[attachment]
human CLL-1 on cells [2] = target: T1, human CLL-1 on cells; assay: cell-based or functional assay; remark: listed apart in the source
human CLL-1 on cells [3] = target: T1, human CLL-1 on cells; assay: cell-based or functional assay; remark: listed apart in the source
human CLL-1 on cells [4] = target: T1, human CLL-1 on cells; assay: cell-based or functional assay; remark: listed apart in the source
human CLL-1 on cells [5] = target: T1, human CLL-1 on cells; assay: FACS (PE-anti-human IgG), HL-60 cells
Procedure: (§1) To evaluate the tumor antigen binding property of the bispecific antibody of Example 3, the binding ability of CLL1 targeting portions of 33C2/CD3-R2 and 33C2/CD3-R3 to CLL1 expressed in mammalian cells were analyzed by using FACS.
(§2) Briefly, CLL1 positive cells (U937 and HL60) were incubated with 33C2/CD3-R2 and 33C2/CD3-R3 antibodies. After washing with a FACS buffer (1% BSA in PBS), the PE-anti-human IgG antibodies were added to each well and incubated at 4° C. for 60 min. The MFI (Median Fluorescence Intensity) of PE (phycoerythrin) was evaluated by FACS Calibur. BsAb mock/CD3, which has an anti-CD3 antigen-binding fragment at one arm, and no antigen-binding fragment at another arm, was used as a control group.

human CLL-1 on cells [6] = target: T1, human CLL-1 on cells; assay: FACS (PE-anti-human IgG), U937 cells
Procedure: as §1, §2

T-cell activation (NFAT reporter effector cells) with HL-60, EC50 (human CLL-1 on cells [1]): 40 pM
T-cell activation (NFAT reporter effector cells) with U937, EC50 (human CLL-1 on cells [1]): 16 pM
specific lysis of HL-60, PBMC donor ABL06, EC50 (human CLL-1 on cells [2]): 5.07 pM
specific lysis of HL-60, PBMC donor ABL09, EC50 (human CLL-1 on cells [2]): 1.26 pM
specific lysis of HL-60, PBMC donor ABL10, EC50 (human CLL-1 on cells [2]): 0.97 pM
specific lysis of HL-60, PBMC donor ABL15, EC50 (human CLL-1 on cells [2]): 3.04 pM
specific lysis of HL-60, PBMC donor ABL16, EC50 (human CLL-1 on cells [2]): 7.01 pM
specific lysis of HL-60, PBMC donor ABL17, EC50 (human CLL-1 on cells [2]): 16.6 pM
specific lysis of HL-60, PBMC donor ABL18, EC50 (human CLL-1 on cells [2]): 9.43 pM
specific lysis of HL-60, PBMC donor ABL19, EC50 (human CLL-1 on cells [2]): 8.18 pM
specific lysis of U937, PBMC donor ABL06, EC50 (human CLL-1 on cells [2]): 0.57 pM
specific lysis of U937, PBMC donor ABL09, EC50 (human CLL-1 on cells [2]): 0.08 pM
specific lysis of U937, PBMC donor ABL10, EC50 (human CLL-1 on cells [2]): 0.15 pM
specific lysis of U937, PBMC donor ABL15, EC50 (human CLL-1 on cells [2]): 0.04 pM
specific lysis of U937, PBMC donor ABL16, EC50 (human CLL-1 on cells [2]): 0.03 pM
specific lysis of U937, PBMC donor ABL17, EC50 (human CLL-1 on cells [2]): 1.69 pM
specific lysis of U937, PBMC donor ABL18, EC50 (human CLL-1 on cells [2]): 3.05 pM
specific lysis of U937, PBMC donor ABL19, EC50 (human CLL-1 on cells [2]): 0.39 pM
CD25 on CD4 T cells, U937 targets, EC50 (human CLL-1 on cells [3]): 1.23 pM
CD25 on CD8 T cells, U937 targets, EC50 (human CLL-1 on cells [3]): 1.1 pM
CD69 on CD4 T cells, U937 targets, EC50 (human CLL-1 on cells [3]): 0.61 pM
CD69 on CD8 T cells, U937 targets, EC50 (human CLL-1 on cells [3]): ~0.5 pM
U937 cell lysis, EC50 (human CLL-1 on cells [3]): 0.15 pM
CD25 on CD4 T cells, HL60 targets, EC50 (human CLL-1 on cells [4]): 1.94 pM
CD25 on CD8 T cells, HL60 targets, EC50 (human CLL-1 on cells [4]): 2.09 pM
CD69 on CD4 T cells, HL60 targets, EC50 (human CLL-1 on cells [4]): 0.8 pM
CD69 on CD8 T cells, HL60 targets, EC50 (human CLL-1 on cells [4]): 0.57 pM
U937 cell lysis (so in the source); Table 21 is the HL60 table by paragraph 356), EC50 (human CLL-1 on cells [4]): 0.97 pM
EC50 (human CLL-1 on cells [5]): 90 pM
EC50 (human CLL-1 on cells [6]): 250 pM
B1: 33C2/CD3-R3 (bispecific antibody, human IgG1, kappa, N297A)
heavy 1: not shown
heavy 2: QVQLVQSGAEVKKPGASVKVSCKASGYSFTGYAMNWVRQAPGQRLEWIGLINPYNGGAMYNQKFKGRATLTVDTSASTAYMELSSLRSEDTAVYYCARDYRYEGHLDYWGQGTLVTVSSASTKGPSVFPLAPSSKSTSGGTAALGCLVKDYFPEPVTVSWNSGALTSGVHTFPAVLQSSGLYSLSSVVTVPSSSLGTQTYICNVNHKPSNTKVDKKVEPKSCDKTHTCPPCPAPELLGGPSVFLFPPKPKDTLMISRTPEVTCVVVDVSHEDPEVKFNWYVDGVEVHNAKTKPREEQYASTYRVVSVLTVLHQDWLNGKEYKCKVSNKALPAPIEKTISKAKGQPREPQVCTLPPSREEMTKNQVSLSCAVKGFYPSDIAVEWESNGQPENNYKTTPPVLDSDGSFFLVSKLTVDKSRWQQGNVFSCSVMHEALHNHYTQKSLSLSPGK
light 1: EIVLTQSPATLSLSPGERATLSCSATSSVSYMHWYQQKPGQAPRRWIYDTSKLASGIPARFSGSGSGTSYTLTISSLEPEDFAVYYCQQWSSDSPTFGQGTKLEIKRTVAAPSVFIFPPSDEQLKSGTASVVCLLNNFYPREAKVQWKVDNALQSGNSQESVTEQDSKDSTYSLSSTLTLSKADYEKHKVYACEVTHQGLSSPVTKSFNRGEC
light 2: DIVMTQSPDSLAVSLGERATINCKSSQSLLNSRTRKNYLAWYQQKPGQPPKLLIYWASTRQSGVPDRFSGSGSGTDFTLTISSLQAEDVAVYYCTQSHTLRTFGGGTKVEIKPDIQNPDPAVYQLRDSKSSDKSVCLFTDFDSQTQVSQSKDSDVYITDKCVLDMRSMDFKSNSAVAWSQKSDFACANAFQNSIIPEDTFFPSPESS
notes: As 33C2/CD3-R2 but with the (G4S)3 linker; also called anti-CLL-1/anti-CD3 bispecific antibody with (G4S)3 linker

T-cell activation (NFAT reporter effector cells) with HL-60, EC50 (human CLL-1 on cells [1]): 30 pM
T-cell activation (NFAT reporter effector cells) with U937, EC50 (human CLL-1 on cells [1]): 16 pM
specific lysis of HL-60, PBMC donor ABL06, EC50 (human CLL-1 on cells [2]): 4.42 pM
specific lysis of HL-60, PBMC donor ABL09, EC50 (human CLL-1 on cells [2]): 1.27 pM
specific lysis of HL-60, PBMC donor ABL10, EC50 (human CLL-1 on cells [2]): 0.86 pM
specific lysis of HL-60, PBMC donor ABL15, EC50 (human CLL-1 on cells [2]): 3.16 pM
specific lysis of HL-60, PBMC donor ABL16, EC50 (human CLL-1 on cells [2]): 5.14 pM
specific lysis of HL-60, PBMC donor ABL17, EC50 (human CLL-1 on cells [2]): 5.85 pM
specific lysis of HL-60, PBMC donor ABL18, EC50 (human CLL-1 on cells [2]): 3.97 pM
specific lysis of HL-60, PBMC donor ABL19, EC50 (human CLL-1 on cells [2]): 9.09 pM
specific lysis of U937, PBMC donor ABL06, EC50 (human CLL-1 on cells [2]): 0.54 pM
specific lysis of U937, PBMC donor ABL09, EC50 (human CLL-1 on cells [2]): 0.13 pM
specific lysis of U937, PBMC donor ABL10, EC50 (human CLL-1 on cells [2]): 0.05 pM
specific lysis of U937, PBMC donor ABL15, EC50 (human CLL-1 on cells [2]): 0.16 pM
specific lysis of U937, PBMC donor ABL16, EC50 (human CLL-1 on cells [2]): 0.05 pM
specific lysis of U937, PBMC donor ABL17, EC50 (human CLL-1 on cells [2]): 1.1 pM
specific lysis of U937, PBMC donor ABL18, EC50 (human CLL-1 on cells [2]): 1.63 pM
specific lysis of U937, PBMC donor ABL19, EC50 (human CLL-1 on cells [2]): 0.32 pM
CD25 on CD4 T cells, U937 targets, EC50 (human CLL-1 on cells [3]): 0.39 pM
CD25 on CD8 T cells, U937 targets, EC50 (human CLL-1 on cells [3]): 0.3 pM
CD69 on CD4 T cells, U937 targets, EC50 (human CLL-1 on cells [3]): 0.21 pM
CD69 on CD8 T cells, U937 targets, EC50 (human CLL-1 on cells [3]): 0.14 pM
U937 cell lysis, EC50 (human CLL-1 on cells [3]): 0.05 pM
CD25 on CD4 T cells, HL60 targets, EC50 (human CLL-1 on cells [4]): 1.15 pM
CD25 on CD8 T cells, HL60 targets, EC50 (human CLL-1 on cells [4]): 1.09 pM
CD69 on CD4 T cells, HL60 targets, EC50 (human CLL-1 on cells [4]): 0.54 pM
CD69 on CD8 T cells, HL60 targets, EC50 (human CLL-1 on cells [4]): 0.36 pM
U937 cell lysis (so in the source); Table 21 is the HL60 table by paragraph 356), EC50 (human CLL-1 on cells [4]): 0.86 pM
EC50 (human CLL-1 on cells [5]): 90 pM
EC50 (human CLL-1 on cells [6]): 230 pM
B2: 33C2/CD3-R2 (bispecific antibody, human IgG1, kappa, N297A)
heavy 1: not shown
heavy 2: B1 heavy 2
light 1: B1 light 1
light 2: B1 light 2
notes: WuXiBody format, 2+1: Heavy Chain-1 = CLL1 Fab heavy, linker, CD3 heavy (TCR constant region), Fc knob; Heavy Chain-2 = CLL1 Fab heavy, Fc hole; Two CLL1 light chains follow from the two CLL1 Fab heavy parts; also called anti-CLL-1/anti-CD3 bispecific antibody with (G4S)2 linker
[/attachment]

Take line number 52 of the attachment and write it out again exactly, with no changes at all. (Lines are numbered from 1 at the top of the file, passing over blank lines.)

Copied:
specific lysis of HL-60, PBMC donor ABL17, EC50 (human CLL-1 on cells [2]): 5.85 pM